keywords: Cricket

  • AUSTRALIA

    The cult of certainty caught by cricket chaos

    • Andrew Hamilton
    • 04 September 2019
    3 Comments

    In a combative world where even sport is as joyless as was trench warfare in another age, the quirky ending of the Headingly cricket Test was an unexpected delight. The events prompt wider reflection on the broader quest for certainty in human affairs, and the consequent impatience with human judgment.

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  • ENVIRONMENT

    Memories to pique climate conscience

    • Brian Matthews
    • 29 August 2019
    6 Comments

    There are thousands of Australians old enough to remember: hot summers starting before Christmas and tailing off into autumn in the weeks after their return to school; the buddings and flowerings and wiltings in suburban gardens and country main streets; the first chill in the air as they unwrapped their Easter eggs ...

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  • RELIGION

    Athletes model anarchic cooperation

    • Andrew Hamilton
    • 19 August 2019
    6 Comments

    The story illustrates the way in which sport, like so many other areas of life, has allowed itself to be defined as a business whose sole reason for existence is to make people compete against others. To refuse to compete, even if an athlete falls in front of you, is anti-competitive behaviour that must be penalised.

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  • AUSTRALIA

    Lost in place

    • Andrew Hamilton
    • 02 July 2019
    4 Comments

    The power of this experience of place prompts reflection on the way in which young people who live in areas marked by multiple disadvantage relate to place. Many say they hate the areas in which they have grown up. This would be an understandable response to a world in which they have found neither opportunity nor beauty.

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  • ARTS AND CULTURE

    Ismene in transit

    • Lisa Brockwell
    • 18 June 2019
    6 Comments

    The women are not veiled, the men don't stop to look at the golden boys kicking footballs on giant screens ... Each one I pass is a person, held here by decree, by a boulder placed across the mouth. If I walk through a temple built by slaves, sending a pittance home to countries too poor for anyone to bother waging war over ... then, who am I?

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  • AUSTRALIA

    NZ shooter: The myth of Australian values

    • Binoy Kampmark
    • 19 March 2019
    24 Comments

    Penny Wong dismissed Tarrant as un-Australian, a dangerous point given that Australian values have been rather flexible in their deployment. The same treatment is reserved for Anning: 'He does not represent who we are.' The painful truth is that Anning and Tarrant are representative of an aspect of Australian national identity.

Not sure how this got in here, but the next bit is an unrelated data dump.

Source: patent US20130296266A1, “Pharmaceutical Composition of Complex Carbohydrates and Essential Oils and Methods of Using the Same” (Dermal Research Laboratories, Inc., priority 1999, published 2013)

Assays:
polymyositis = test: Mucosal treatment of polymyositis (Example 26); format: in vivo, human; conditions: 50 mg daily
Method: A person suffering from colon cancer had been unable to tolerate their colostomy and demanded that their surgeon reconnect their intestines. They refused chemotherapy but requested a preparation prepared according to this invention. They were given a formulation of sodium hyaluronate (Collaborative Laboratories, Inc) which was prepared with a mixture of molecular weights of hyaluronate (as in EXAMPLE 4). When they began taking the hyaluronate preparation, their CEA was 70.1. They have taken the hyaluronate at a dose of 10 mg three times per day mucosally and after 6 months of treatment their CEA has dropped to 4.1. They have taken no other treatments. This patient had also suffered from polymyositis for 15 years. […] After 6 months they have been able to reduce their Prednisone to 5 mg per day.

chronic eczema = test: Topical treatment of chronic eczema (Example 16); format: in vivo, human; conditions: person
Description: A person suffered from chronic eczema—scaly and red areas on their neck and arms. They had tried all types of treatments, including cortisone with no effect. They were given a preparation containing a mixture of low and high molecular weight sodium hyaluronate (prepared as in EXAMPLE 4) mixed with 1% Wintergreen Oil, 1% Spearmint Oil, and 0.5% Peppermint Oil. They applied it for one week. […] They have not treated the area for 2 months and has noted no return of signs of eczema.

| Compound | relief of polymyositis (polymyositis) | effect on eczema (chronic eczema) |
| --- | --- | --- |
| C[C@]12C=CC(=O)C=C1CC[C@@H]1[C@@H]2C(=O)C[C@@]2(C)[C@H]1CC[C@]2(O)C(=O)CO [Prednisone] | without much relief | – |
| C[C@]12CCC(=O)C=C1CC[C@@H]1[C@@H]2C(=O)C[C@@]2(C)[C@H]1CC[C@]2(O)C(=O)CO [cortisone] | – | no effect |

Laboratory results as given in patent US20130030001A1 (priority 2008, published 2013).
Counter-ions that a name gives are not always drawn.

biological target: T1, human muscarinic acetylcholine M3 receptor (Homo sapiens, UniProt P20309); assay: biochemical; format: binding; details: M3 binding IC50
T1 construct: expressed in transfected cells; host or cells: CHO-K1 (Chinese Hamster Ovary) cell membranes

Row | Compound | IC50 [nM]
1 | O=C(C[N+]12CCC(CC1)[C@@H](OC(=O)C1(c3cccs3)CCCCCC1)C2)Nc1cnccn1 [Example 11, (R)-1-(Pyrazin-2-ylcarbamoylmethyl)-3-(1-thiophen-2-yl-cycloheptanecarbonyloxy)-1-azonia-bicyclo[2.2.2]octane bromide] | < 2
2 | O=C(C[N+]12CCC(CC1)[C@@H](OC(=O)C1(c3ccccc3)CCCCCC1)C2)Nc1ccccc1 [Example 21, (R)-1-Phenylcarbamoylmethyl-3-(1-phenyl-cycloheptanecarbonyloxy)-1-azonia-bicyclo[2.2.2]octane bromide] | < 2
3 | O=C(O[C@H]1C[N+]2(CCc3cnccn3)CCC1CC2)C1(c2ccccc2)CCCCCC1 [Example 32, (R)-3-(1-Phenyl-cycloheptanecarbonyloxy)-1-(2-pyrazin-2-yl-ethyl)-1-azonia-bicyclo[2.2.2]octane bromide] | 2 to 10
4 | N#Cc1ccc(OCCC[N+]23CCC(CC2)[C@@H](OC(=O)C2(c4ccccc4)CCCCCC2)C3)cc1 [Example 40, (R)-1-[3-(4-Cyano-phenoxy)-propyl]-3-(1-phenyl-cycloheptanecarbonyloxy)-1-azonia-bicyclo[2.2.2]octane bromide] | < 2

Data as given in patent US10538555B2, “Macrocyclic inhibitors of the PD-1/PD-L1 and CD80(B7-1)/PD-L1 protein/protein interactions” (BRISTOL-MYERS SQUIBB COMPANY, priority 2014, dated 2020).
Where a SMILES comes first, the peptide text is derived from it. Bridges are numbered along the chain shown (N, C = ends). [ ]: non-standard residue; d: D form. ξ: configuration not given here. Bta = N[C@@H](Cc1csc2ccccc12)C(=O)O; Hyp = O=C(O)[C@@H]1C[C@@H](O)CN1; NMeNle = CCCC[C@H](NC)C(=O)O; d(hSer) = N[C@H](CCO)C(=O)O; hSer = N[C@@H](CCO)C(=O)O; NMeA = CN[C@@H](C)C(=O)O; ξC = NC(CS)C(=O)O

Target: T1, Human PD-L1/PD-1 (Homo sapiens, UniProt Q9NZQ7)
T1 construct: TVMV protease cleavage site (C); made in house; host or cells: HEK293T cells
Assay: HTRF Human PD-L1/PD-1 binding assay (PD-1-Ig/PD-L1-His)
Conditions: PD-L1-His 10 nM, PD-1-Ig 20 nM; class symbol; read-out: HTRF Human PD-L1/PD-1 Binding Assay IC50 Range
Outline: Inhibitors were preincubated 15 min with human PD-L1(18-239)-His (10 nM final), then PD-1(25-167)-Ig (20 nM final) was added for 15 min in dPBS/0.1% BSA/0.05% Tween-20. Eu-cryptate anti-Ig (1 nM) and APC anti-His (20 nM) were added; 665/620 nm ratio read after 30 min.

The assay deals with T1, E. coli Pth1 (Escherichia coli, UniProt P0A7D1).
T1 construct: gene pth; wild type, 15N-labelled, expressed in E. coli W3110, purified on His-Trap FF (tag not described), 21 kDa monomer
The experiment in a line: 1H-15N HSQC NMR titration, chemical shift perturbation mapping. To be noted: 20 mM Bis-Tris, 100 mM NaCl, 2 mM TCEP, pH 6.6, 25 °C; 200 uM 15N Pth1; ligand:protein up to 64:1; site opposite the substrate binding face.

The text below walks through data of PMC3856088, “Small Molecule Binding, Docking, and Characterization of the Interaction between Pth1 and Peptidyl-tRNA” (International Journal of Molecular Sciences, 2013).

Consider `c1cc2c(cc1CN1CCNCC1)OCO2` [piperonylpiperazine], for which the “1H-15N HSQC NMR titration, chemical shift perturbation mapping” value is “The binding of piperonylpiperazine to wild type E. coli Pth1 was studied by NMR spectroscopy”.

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  • AUSTRALIA

    Do drug users deserve to die?

    • Tim Hutton
    • 18 March 2019
    7 Comments

    Maybe I'm just a bleeding-heart lefty, but I hope that most people would answer this question with a 'no'. Unfortunately, if you read the comment section of any news story on the recent spate of drug-related deaths at music festivals you will find a mixed response.

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  • INTERNATIONAL

    Ending the cycle of violence in Kashmir

    • Tim Robertson
    • 15 March 2019
    1 Comment

    The world leaders who rushed to condemn the Valentine's Day attack have long remained silent on state-sanctioned oppression in Kashmir. That's no longer a surprise; nor is the fact that the attack was covered by every major western media organisation, while the daily injustices perpetrated against ordinary Kashmiris go unreported.

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  • MEDIA

    What was missing from Pell verdict responses

    • Catherine Marshall
    • 08 March 2019
    37 Comments

    Instead of seeking to understand how victims internalise, process and describe their experience (factors which are comprehensively explained in an open letter to Bolt by Clare Linane, wife of abuse survivor Peter Blenkiron), critics have instead used the victim's reported memory of events to prove that they couldn't possibly have happened.

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  • ARTS AND CULTURE

    The prayer-poems of Mary Oliver

    • Carol O'Connor
    • 31 January 2019
    10 Comments

    Mary Oliver, who died recently, came to realise it's not just kneeling and kissing the ground that needs to be encouraged, but that the natural world itself, which fed and sustained her creatively and emotionally for a lifetime, is now endangered. We are in danger of wrecking creation.

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  • AUSTRALIA

    Reckoning is due after Afghanistan endgame

    • Jeff Sparrow
    • 31 January 2019
    18 Comments

    John Howard promised to 'stay the course' in Afghanistan. So too did Tony Abbott, Kevin Rudd and Julia Gillard. So complete was the political consensus that parliament didn't even debate the Afghan intervention until nine years after it began. Now that there's no longer a course on which to stay, we're due some accountability.

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  • AUSTRALIA

    What a good Australia Day might look like

    • Andrew Hamilton
    • 23 January 2019
    19 Comments

    The sound of the didgeridoo would be heard throughout the land. On each street corners buskers would mark out their patch, playing violins, oud, piano accordion, berimbau, nyatiti, cello, mouth organ, zither, anklung or daduk singing the love songs and epic poems from the many civilisations that have enriched Australia.

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